Again, common sense must prevail. Not every employee of the company will be able to access the images. You will need to designate authorized persons who will be allowed to view the images in the course of their duties, such as your security manager, store manager, etc. These employees should also receive proper training and be made aware of the rules to follow along with the potential impacts of non-compliance.

Retention of images

Your company must define a retention period for the images recorded by the installed video surveillance cameras. This duration may vary from one company to another. Your company must apply the principle of proportionality to refine the retention period. In principle, the CNIL recommends a data retention period of one month, but in most cases, a few days are sufficient. However, in cases of disciplinary or criminal proceedings, the images will be removed from the system (after explicit notation in a register of processing) and retained for the duration of the proceedings.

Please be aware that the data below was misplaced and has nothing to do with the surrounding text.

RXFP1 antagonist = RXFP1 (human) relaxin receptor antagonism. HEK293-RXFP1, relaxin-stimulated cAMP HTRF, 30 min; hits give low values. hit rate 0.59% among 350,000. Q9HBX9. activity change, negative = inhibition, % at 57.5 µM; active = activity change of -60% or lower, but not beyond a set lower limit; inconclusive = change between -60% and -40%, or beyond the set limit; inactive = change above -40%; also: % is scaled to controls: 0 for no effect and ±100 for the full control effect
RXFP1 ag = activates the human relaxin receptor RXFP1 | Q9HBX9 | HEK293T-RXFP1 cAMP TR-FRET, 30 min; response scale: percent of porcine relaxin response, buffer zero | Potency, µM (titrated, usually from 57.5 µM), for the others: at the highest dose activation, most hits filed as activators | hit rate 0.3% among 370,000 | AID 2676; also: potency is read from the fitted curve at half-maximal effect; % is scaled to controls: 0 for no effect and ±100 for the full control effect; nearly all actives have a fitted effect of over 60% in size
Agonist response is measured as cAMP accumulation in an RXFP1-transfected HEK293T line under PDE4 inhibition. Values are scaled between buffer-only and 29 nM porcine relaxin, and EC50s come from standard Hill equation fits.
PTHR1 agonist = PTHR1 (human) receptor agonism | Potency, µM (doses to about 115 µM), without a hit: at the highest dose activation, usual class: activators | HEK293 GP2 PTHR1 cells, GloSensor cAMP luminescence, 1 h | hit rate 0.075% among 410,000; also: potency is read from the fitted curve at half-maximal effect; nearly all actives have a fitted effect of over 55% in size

Consequences of the General Data Protection Regulation (GDPR)

Applicable since May 2018, the GDPR aims to strengthen the protection of the personal data of European citizens and to harmonize national legislations. The implementation of a video protection system within a company therefore involves the processing of personal data subject to this regulation and entails several obligations for employers:

Maintenance of a register of processing activities

Companies using video surveillance must maintain a register of processing activities for personal data, including the purposes and retention periods of the collected images.